March 2011 Issue
In Praise of the Braise
By Bryan Roof, RD, LDN
Vol. 13 No. 3 P. 64
I cook for a diverse and demanding clientele: a 4-year-old hard-wired to be some kind of miraculous semi-vegetarian, a 2-year-old who shares my carnivorous passions but demands soy sauce with everything, and a 1-year-old who actually eats almost anything—as long as it’s scattered on the floor. Then there’s my wife, who eats all but the “gristly bits.” Finally there’s me, who thrives nearly exclusively on those bits. Needless to say, dinner can be challenging. But we all meet in the middle when it comes to a braise.
Pages could be dedicated to the merits of a good braise. But it all comes down to a few key elements: the right cut of meat, layering flavors, and time. The right cut of meat is rich in intramuscular fat and collagen, which melts into gelatin with prolonged cooking, resulting in fall-apart tenderness. I prefer short ribs, a cut from the chuck section of the cow.
A good braise begins by searing the meat to add complexity to the overall flavor. A light coating of flour on the short ribs encourages quicker browning and helps prevent drying and toughening of the exterior. Once seared, I set the meat aside and add the aromatics to the pot to caramelize lightly and bring out their sweetness. Since a braise is somewhat rustic, I use whole sprigs of thyme and rosemary, which I fish out later. Next, I add the tomato paste and allow it to darken, which deepens its flavor. Then I add flour to act as a thickening agent for the braising liquid, giving it a saucy consistency. Many braises add red wine at this point, but I reach for white because I think red tends to muddy the flavors. As a final flavor booster, I add soy sauce and orange zest along with chicken broth.
From there, it’s mostly a matter of time—about three hours in the oven. Potatoes are added near the end of cooking, which prevents them from breaking down completely while still allowing them to absorb plenty of the braising liquid. Finally, what emerges from the oven is a warming one-pot meal that, hopefully, satisfies all. And if your family doesn’t like it, try scattering it on the floor.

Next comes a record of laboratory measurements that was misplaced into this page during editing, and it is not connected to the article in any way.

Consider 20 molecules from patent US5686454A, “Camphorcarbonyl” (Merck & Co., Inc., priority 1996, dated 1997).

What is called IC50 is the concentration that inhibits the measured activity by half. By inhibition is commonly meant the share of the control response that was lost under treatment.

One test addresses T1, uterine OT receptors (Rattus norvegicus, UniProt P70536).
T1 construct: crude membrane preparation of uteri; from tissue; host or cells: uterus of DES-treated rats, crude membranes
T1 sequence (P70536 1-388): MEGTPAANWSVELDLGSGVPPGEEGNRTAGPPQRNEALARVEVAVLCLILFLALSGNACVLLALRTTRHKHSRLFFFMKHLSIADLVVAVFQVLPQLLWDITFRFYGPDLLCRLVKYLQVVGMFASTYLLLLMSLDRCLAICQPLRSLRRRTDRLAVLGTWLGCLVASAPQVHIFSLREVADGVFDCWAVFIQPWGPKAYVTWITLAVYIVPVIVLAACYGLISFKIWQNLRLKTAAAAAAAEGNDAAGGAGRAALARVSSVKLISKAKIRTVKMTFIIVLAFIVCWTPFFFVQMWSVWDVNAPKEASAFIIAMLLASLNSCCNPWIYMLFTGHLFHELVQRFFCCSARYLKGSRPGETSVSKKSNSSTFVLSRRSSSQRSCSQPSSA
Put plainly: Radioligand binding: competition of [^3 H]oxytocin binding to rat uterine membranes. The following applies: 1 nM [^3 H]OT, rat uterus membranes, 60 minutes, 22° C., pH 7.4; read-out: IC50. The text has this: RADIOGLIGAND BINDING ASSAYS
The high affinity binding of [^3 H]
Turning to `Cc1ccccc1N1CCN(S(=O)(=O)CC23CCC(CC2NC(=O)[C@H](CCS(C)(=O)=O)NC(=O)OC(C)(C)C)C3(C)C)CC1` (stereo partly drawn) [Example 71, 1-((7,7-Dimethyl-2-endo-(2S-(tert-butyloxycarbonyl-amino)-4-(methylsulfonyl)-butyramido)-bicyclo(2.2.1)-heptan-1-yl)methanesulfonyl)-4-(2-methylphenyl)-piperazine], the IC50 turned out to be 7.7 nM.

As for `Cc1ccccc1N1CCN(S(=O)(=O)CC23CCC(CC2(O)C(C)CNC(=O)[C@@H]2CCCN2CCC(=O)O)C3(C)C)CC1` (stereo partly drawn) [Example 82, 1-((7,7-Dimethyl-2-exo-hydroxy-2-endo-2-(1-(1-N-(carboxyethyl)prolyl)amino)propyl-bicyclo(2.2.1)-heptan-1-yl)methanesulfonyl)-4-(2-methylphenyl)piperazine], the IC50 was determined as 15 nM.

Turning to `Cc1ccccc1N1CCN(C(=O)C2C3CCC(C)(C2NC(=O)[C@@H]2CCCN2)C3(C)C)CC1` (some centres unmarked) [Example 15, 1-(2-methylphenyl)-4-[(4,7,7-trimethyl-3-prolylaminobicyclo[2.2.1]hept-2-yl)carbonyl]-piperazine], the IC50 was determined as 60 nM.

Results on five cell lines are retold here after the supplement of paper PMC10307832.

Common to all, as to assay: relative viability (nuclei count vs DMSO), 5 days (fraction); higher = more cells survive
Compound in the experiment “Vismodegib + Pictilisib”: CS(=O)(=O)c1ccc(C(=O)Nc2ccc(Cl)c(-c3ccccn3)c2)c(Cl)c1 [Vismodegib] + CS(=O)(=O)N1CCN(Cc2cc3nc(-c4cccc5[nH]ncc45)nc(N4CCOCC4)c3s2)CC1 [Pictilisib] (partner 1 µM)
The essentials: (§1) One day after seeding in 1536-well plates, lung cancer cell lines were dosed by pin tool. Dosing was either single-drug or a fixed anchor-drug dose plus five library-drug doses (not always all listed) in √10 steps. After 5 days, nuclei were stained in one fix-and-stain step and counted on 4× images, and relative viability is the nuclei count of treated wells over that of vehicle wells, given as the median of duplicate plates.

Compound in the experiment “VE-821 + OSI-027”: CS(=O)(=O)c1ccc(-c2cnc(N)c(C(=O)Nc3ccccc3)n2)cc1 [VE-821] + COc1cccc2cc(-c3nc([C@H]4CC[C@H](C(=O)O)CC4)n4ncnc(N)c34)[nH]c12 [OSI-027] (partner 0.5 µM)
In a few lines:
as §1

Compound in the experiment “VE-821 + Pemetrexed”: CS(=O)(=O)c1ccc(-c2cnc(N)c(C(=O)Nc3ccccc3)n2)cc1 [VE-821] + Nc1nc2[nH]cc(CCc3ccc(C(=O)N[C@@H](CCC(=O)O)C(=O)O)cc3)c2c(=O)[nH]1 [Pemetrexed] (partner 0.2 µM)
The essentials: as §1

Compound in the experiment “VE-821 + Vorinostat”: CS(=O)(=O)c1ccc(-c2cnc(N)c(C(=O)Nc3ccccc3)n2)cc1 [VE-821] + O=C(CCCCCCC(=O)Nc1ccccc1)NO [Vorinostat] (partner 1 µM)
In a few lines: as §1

— Bryan Roof, RD, LDN, is a chef, dietitian, and food writer living in Boston.
Braised Short Ribs
2 lbs boneless beef short ribs, trimmed
Kosher salt and ground black pepper
1/4 cup unbleached all-purpose flour
2 T extra-virgin olive oil
4 medium carrots, peeled and cut into 2-inch pieces, thicker ends halved lengthwise
2 medium onions, minced
4 sprigs fresh thyme
2 sprigs fresh rosemary
1 bay leaf
4 medium garlic cloves, minced
1 T tomato paste
1 1/2 cups white wine
2 cups low-sodium chicken broth
1 T low-sodium soy sauce
4 (3-inch) strips orange zest, removed with vegetable peeler
1 lb Yukon gold potatoes, cut into 1-inch chunks
Place oven rack at lowest position and heat oven to 325˚F.
Season beef with 1 1/2 tsp salt and pepper to taste. Dredge beef in flour and pat lightly to remove excess; reserve remaining flour. Heat oil in large Dutch oven over medium-high heat until shimmering. Working in two batches, sear beef on all sides until well browned, adjusting heat to prevent pot from scorching. Transfer beef to plate and set aside.
Add carrots, onions, thyme, rosemary, and bay leaf to pot and cook until onions begin to brown, 3 to 5 minutes. Add garlic and tomato paste and cook until tomato paste darkens and garlic is fragrant, about 2 minutes. Add reserved flour, stir to coat vegetables, and cook for 1 minute. Slowly add wine, stirring constantly to avoid lumps, and bring to simmer. Add broth, soy sauce, zest, and beef and bring to simmer. Cover and transfer to oven. Cook undisturbed for 2 1/2 hours.
Remove pot from oven and add potatoes, submerging them in braising liquid. Cover and return pot to oven. Cook until beef and potatoes are tender, about 45 minutes. Remove from oven, season with salt and pepper, and serve.
Nutrient Analysis per serving
Calories: 520; Total fat: 36 g; Sat fat: 14 g; Trans fat: 0 g; Cholesterol: 70 mg; Sodium: 490 mg; Total carbohydrate: 21 g; Fiber: 3 g; Protein: 20 g